Andres Oppenheimer

Andres Oppenheimer: The demographic revolution

When young people ask me what will be the jobs of the future, my answer — contrary to the prevailing view in marketing circles — is simple: anything related to older people.

Indeed, a new report released Thursday by the World Health Organization (WHO) confirms that the world’s population is getting older, and will get much older over the next few decades. People are having fewer children, infant mortality has dropped dramatically and people across the world are living longer.

Worldwide, the number of people aged 60 and over will double by 2050. In Latin America, the population aged 60 and over will grow at an even faster pace: It will double by 2025, the report says.

The WHO study, titled “World Report on Ageing and Health,” says that while there were 50 million people aged over 60 in Latin America and the Caribbean in 2006, the figure is expected to reach 100 million by 2025.

“Latin America is one of the world’s regions that is aging most rapidly,” says Enrique Vega, an expert with the Pan American Health Organization, the WHO’s regional branch.

Cuba, where there are more deaths than births, will be among the world’s 10 countries with the oldest populations by 2050, according to United Nations figures. Cuba’s population aged 60 and over will grow from 7 percent in 1950 to 34 percent by 2050.

In Brazil, the population aged 60 and over will increase from 5 percent in 1950 to 27 percent by 2050. In Mexico, it will grow from 7 percent to 24 percent over the same period.

Because of this demographic revolution, Latin America will soon have the same problem that European countries are having now: too few young people having to support too many older people. And, like in Europe, with older people working longer in life and a growing number of jobs taken over by robots and automation, Latin America’s youth unemployment problems might not go away.

It’s no coincidence that a Forbes magazine article about the jobs of the future listed registered nurses as the most-wanted workers in the United States by 2020, followed not too far behind by “home health aides,” or personal living assistants.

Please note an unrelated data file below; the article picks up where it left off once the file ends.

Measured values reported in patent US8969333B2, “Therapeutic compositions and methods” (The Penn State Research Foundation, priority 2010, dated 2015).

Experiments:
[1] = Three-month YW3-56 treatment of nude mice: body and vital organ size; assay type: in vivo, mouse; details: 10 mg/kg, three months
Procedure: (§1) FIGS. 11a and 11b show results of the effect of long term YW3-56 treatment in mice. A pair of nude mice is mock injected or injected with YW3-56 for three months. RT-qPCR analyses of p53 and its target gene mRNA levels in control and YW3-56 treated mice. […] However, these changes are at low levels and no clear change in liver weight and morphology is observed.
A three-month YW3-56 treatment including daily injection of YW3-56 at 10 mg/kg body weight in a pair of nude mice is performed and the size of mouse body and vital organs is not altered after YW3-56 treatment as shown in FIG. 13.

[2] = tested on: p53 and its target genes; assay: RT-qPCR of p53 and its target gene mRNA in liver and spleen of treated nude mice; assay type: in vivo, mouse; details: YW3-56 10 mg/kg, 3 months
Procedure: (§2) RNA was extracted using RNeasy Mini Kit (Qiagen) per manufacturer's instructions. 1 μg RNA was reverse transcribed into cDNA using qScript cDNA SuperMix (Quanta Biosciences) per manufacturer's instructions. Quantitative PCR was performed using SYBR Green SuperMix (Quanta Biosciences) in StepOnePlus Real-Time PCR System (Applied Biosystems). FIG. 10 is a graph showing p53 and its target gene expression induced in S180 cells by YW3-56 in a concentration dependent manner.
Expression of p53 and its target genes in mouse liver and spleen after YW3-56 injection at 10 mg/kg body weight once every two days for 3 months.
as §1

While robots and automation will kill many existing jobs like travel agents — an Oxford University study says up to 47 percent of current jobs will not exist in two decades — health-related jobs that require a personal touch will be very much needed. Occupations like social workers, occupational therapists, audiologists or mental health therapists are likely to thrive.

Polls show that older people increasingly want to stay in their homes as long as possible, which will require a legion of personal assistants, from fitness trainers, massage specialists and mental counselors to financial aides to help people pay their bills and manage their money. Entire new industries will flourish, from medical tourism to elderly-targeted architecture and home designs with electric escalators and non-slippery floors.

The current corporate world’s culture based on marketing goods to younger people may soon change, at least partly. More companies are going to produce goods aimed at the not-so-young, such as computer keyboards with bigger letters, or TV remote controls with four buttons, instead of dozens.

“In the United States, those who are older than 55 will control 70 percent of all disposable income by 2017,” the WHO report says. “In France, those older than 55 will be responsible for two thirds of all increased consumption between 2015 and 2030.”

My opinion: It’s time for countries to focus on how they will cope with — and take advantage of — the coming demographic revolution. And people choosing a career or starting a business should think twice about jumping into the current marketing culture focused on 20-somethings. As the latest WHO figures show, the world will get much older.